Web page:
From NCAA to the NBA, Haseeb Fasihi continues to make his mark
There is no judgement when you enter Haseeb Fasihi’s gym, but there are rules.
“When you work with me, probably for the first two weeks, I don't want [any] footage,” Fasihi explained. “I don't want any cameras.”
For Fasihi, this rule is rooted in passion and in the desire to see athletes improve their game, not to stroke their egos.
“My [philosophy] is like, ‘Hey, when I break you down and you're at your worst, how do you adjust?’”
The numbers, the success stories, and the accolades that he has accumulated over the last decade are evidence enough that the 30-year-old’s approach to coaching and developing professional basketball players works. He’s been in their position before, and he knows firsthand what is necessary to ensure a long career.
Not highly recruited out of high school, Haseeb’s venture into the world of professional basketball began, like many others’, at just 18 years old.
“I went to this camp in Atlanta and I was just dropping dimes to everybody. They saw that I was not a scorer, but I had this one game where I had like 16 assists and 12 rebounds, but only scored 8 points. But I didn't feel like I needed to score. So a lot of the scouts were like, ‘Hey you remind us of what Steve Nash does. He doesn't need to shoot.’ So they used that as a way of recruiting me,” he says of the London Leopards (now the Essex Leopards) of the British Basketball League.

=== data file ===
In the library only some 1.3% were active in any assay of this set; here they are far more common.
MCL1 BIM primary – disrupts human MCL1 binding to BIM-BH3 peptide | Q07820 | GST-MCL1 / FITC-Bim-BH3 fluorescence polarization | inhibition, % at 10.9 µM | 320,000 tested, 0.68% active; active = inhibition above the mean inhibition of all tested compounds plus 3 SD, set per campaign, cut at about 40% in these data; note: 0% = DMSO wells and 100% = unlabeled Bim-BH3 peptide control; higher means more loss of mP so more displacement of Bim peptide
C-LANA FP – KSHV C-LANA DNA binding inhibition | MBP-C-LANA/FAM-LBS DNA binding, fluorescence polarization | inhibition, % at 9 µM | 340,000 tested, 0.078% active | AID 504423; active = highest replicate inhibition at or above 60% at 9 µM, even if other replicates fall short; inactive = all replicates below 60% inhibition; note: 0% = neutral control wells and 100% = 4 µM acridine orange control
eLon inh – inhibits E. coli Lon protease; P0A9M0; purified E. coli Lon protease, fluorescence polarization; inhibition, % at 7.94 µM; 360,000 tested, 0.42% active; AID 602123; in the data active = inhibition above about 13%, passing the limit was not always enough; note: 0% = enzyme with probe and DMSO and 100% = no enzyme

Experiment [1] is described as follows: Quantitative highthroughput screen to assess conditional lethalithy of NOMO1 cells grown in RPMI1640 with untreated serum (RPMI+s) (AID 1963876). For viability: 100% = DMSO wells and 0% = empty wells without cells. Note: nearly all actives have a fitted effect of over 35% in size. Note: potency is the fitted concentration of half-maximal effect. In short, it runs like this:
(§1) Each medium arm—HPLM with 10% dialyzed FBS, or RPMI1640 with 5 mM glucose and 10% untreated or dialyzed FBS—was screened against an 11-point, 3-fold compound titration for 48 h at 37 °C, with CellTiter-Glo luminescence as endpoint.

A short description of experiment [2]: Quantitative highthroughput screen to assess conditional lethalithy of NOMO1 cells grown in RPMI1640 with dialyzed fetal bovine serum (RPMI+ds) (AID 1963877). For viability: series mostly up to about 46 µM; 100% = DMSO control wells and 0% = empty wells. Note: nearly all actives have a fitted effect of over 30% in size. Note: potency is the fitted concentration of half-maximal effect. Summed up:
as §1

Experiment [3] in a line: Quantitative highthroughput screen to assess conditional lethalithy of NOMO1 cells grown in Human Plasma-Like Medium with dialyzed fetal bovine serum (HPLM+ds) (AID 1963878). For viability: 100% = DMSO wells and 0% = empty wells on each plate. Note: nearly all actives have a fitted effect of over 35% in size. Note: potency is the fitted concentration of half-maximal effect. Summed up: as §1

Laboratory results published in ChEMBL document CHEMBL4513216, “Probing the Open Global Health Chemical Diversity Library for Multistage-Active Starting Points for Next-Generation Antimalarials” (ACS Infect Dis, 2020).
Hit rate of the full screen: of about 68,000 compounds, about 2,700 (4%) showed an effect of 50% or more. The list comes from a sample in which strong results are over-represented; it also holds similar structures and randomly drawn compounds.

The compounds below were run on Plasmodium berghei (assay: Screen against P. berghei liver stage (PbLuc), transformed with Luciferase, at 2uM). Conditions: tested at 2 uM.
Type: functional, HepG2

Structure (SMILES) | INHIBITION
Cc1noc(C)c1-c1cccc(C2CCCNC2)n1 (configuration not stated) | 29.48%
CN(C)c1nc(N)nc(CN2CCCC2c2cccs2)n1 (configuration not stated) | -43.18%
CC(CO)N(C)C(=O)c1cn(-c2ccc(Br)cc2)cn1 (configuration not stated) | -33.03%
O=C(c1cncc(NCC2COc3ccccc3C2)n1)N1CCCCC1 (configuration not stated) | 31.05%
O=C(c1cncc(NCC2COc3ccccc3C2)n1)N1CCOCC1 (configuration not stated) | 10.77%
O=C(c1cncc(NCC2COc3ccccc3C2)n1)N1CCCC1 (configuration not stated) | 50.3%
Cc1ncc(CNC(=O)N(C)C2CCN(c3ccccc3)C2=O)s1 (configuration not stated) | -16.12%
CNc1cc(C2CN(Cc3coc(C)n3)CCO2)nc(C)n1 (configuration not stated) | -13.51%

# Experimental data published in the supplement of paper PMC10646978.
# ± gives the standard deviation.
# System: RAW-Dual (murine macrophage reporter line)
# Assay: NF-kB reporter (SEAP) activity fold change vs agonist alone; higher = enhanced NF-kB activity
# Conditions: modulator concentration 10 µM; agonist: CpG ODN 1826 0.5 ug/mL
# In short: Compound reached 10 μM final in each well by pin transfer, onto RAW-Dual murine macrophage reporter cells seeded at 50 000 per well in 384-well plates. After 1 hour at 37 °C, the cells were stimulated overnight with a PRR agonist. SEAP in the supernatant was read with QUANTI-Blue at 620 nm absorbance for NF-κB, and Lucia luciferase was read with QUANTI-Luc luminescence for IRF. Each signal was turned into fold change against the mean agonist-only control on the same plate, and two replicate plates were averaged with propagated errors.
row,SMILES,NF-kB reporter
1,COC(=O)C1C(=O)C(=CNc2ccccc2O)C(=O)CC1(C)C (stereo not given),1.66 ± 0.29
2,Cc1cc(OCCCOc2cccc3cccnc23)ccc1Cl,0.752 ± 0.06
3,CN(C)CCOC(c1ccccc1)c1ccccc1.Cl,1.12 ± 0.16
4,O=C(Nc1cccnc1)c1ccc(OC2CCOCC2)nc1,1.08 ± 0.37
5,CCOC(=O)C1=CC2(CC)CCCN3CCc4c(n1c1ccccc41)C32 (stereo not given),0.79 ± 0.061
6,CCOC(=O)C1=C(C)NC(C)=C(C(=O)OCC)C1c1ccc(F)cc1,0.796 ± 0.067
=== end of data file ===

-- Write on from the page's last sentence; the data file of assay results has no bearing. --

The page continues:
And while his own professional career was cut short due to knee and ankle injuries, a promise to his father would prove to be a blessing in disguise, giving him a different opportunity to pursue a career in professional basketball.
“I wanted to get into school because I didn't have my Bachelor’s yet," Fasihi said. "So as a favor to my father, I came back to America and got my Bachelor's from UCF (University of Central Florida) in Exercise Physiology.”
His degree helped him understand the intricate workings of a professional athlete’s body, and his personal experiences helped him turn it into an art form.
While injuries and promises led him to pursue a new career, the NBA lockout of 2011 — in another butterfly-effect moment that has become the norm in his life — helped him get his foot in the door.
Two years into working independently as a conditioning coach, Fasihi joined the famed IMG Academy. His first client was none other than Tyrus Thomas, the fourth overall pick of the 2006 NBA draft. The young coach was unmistakably talented, but like the NBA, talent and opportunity are often two independent parts of the equation.
“What got me into the NBA was one of my mentors, Bill Burgos, who's currently the head strength-and-conditioning coach for the Timberwolves," Fasihi said. "During the lockout, coaches and players were not working. So he decided to become a professor at UCF for one semester in Strength and Conditioning. So, I was so lucky and blessed to take that one Strength and Conditioning class.”
As fate would have it, Professor Burgos was also the strength-and-conditioning coach for the Orlando Magic at the time.